AVN of the femoral head developed in 13 of 58 patients (22%). The left hip was involved in 7 patients and the right hip in 6 patients. Interrater agreement was almost perfect between the two readers (Kappa 0.90, 95% CI [0.77, 1.00]). There were no significant differences in the distribution of age (p = 0.982) or sex (p = 0.337) between the AVN and non-AVN groups. There was no significant difference in mean follow-up period between the AVN and non-AVN groups (p = 0.749). There were no significant differences in development of AVN in patients with breech presentation (p = 0.680), oligohydramnios (p = 0.320), or family history of DDH (p = 0.898). No significant differences in development of AVN were seen in patients who had undergone prior Pavlik harness or hip abduction orthosis treatment (p = 0.841) or based on performance of adductor tenotomy (p = 0.124) during closed reduction (Table 1).
Quality of reduction.
Mean value of medial joint space distance was 4.64 ± 1.32 mm (range: 2.0–8.0 mm). Deep concentric reduction was observed in 10 of 58 hips (17%), and the other 48 hips showed eccentric reduction (> 3 mm in medial joint space distance). Medial joint space distance was wider in the AVN group (5.46 ± 1.27 mm) compared to the non-AVN group (4.47 ± 1.26 mm) (p = 0.014) (Fig 2). In 13 patients of AVN, 12 patients (92%) exhibited eccentric reduction of the hip whereas 45 patients of non-AVN showed eccentric reduction of the hip in 36 patients (80%) (p = 0.320). Logistic regression analysis demonstrated that eccentric reduction exhibited an increased odds ratio of 3.00 [95% CI: 0.34, 26.18].
Obstacles that limit concentric reduction were detected as follows: pulvinar in 50 patients (86%), neolimbus in 37 patients (64%) and labral inversion in two patients (3%). All patients of AVN showed pulvinar whereas 82% (37/45) of non-AVN showed pulvinar on MRI (p = 0.251) (Fig 3). Logistic regression analysis demonstrated that presence of pulvinar exhibited an increased odds ratio of 6.12 [95% CI: 0.28, 134.27]. Neolimbus was detected in 37 patients (64%): 69% (9/13) of AVN vs 62% (28/45) of non-AVN (p = 0.644). Labral inversion was not detected in patients with AVN whereas two patients with non-AVN showed labral inversion (p = 0.819).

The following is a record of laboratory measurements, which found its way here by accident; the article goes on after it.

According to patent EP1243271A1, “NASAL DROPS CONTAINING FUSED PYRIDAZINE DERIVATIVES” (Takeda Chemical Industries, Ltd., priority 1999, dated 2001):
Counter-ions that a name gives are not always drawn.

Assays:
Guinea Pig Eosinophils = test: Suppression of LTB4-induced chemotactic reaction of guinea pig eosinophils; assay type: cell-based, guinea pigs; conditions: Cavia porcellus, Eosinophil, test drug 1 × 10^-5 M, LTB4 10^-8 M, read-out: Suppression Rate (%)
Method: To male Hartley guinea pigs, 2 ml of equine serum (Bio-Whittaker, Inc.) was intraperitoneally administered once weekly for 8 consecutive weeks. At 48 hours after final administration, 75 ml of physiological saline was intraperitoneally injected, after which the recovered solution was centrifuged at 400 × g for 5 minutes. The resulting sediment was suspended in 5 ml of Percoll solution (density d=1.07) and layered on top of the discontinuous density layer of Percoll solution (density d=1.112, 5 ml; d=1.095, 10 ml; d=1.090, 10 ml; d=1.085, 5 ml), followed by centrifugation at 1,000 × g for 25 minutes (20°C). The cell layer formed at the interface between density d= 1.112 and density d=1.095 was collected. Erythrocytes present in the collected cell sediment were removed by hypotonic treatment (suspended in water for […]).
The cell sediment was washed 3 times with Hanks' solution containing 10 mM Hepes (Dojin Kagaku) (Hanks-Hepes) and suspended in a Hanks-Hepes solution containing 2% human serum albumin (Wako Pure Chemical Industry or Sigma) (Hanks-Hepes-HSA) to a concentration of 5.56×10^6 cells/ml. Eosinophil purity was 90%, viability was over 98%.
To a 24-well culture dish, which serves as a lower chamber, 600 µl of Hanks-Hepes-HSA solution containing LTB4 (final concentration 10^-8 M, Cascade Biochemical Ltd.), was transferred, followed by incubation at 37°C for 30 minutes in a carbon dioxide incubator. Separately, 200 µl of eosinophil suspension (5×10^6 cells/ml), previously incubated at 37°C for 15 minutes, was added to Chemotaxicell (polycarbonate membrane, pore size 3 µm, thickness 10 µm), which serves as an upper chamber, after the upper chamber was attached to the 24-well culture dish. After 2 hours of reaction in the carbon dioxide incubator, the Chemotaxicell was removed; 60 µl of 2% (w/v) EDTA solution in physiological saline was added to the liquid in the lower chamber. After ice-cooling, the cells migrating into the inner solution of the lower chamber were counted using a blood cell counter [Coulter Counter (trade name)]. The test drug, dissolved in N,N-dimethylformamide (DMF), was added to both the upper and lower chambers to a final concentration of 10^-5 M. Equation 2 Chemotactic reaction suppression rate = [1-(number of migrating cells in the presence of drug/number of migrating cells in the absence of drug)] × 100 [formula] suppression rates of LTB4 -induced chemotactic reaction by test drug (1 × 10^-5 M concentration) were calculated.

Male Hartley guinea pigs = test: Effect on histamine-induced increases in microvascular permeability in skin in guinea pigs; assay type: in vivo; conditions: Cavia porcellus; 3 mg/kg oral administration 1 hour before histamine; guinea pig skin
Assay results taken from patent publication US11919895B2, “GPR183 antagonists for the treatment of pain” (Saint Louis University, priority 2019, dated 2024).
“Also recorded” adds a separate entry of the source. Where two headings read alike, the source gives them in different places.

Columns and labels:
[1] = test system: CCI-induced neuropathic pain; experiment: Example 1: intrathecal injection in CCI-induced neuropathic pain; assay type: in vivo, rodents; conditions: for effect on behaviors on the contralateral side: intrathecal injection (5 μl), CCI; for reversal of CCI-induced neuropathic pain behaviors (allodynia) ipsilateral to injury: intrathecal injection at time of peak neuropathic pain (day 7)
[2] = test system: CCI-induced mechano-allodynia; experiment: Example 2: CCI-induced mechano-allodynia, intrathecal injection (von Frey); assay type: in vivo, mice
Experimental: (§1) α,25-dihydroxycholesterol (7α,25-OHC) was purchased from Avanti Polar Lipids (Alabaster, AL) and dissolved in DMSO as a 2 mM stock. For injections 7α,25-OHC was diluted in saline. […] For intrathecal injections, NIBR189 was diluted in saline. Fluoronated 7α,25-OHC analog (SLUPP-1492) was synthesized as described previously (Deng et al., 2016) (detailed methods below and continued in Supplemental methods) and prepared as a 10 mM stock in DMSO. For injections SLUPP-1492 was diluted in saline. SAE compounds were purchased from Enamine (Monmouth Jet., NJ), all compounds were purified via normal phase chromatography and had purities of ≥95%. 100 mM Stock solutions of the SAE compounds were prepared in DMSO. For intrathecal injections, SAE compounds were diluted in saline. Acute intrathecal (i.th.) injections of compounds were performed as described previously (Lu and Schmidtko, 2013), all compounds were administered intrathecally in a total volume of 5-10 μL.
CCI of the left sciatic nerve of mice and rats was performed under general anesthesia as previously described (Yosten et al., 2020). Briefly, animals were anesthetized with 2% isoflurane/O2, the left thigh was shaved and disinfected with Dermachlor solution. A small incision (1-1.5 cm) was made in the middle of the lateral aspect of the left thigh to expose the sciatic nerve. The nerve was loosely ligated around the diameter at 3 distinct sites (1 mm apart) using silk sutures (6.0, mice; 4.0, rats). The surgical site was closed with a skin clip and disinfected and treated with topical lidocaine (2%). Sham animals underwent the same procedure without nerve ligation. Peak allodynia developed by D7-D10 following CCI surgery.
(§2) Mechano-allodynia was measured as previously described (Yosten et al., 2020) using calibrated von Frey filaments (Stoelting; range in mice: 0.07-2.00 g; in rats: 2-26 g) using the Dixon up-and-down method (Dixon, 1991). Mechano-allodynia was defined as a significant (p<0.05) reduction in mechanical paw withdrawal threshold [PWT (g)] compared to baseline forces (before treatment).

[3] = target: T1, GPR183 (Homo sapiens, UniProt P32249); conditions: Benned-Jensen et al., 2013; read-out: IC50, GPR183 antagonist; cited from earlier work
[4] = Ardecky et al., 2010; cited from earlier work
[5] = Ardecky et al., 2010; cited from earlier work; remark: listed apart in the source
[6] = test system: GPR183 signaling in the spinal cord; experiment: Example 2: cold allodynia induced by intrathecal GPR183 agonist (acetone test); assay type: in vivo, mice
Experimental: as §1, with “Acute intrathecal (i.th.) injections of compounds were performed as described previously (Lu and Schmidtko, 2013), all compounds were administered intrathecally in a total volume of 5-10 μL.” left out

Abduction angle of the hip.
Mean hip abduction angle was 56.32 ± 6.41 (range: 38–70). Excessive hip abduction (> 60°) was found 13 patients (22%): 46% (6/13) of AVN vs 16% (7/45) of non-AVN (p = 0.026). Logistic regression analysis demonstrated that excessive hip abduction showed an increased odds ratio of 4.65 [95% CI: 1.20, 18.06]. In 13 patients with excessive hip abductions, 6 patients (46%) exhibited global perfusion defects, whereas global perfusion defects were observed in 6 of 45 patients (13%) with a normal range of hip abduction angle (p = 0.026).
Proximal femoral epiphysis: Ossific nucleus.
The proximal femoral epiphyseal ossification center was not visible on MRI in 18 patients (31%): 54% (7/13) of AVN vs 24% (11/45) of non-AVN (p = 0.050). Logistic regression analysis demonstrated that the invisible secondary ossification center of the proximal femoral epiphysis exhibited an increased odds ratio of 3.61 [95% CI: 1.00, 13.04].